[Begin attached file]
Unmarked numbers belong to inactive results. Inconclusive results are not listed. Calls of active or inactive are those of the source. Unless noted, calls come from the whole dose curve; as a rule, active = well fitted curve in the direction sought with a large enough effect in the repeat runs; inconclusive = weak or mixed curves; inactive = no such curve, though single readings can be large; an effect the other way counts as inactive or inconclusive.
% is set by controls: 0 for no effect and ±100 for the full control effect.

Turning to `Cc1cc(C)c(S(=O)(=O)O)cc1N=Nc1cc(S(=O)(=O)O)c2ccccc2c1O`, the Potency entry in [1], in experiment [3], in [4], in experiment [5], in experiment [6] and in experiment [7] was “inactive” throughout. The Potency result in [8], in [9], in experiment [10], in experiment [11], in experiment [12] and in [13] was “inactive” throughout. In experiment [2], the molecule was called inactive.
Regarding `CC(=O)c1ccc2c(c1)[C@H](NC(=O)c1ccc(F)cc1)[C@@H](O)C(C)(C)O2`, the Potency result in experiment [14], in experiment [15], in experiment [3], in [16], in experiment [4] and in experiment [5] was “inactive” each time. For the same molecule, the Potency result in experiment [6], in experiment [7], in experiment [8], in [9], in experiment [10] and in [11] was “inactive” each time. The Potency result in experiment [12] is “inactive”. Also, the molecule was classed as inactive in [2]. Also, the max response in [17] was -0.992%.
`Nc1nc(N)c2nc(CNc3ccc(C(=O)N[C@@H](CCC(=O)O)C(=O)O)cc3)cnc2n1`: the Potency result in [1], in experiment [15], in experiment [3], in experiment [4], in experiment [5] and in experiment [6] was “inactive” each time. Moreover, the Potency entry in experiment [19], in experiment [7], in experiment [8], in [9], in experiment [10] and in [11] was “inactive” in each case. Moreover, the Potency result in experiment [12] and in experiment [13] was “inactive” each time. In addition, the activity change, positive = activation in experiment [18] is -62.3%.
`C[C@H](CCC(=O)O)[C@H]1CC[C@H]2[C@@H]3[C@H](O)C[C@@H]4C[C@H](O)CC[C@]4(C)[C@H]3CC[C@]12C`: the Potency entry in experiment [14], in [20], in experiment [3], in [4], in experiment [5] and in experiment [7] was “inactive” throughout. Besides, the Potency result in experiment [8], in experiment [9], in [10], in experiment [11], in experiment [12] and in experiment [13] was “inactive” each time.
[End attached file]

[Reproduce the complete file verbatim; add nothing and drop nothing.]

Unmarked numbers belong to inactive results. Inconclusive results are not listed. Calls of active or inactive are those of the source. Unless noted, calls come from the whole dose curve; as a rule, active = well fitted curve in the direction sought with a large enough effect in the repeat runs; inconclusive = weak or mixed curves; inactive = no such curve, though single readings can be large; an effect the other way counts as inactive or inconclusive.
% is set by controls: 0 for no effect and ±100 for the full control effect.

Turning to `Cc1cc(C)c(S(=O)(=O)O)cc1N=Nc1cc(S(=O)(=O)O)c2ccccc2c1O`, the Potency entry in [1], in experiment [3], in [4], in experiment [5], in experiment [6] and in experiment [7] was “inactive” throughout. The Potency result in [8], in [9], in experiment [10], in experiment [11], in experiment [12] and in [13] was “inactive” throughout. In experiment [2], the molecule was called inactive.
Regarding `CC(=O)c1ccc2c(c1)[C@H](NC(=O)c1ccc(F)cc1)[C@@H](O)C(C)(C)O2`, the Potency result in experiment [14], in experiment [15], in experiment [3], in [16], in experiment [4] and in experiment [5] was “inactive” each time. For the same molecule, the Potency result in experiment [6], in experiment [7], in experiment [8], in [9], in experiment [10] and in [11] was “inactive” each time. The Potency result in experiment [12] is “inactive”. Also, the molecule was classed as inactive in [2]. Also, the max response in [17] was -0.992%.
`Nc1nc(N)c2nc(CNc3ccc(C(=O)N[C@@H](CCC(=O)O)C(=O)O)cc3)cnc2n1`: the Potency result in [1], in experiment [15], in experiment [3], in experiment [4], in experiment [5] and in experiment [6] was “inactive” each time. Moreover, the Potency entry in experiment [19], in experiment [7], in experiment [8], in [9], in experiment [10] and in [11] was “inactive” in each case. Moreover, the Potency result in experiment [12] and in experiment [13] was “inactive” each time. In addition, the activity change, positive = activation in experiment [18] is -62.3%.
`C[C@H](CCC(=O)O)[C@H]1CC[C@H]2[C@@H]3[C@H](O)C[C@@H]4C[C@H](O)CC[C@]4(C)[C@H]3CC[C@]12C`: the Potency entry in experiment [14], in [20], in experiment [3], in [4], in experiment [5] and in experiment [7] was “inactive” throughout. Besides, the Potency result in experiment [8], in experiment [9], in [10], in experiment [11], in experiment [12] and in experiment [13] was “inactive” each time.